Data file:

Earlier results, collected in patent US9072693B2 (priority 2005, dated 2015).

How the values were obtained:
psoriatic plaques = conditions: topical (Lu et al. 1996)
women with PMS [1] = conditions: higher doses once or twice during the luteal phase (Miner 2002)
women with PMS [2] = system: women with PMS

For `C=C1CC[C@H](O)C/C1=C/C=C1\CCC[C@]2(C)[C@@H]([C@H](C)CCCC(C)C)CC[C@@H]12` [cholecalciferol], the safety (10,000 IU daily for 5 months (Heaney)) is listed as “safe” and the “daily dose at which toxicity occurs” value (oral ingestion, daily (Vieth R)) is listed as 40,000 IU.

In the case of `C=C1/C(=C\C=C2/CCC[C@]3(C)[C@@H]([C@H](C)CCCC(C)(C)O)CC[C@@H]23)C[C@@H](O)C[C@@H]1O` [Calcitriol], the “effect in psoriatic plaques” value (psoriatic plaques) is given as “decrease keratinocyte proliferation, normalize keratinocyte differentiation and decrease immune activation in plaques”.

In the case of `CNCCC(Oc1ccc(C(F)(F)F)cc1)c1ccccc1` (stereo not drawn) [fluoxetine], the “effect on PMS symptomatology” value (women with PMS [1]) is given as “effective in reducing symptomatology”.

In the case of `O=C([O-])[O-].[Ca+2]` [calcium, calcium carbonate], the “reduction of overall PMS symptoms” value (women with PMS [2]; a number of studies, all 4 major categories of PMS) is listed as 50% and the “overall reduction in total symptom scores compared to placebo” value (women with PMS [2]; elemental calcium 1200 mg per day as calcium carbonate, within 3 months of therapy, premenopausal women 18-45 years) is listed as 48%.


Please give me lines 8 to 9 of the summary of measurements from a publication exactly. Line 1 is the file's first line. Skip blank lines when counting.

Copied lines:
In the case of `CNCCC(Oc1ccc(C(F)(F)F)cc1)c1ccccc1` (stereo not drawn) [fluoxetine], the “effect on PMS symptomatology” value (women with PMS [1]) is given as “effective in reducing symptomatology”.

In the case of `O=C([O-])[O-].[Ca+2]` [calcium, calcium carbonate], the “reduction of overall PMS symptoms” value (women with PMS [2]; a number of studies, all 4 major categories of PMS) is listed as 50% and the “overall reduction in total symptom scores compared to placebo” value (women with PMS [2]; elemental calcium 1200 mg per day as calcium carbonate, within 3 months of therapy, premenopausal women 18-45 years) is listed as 48%.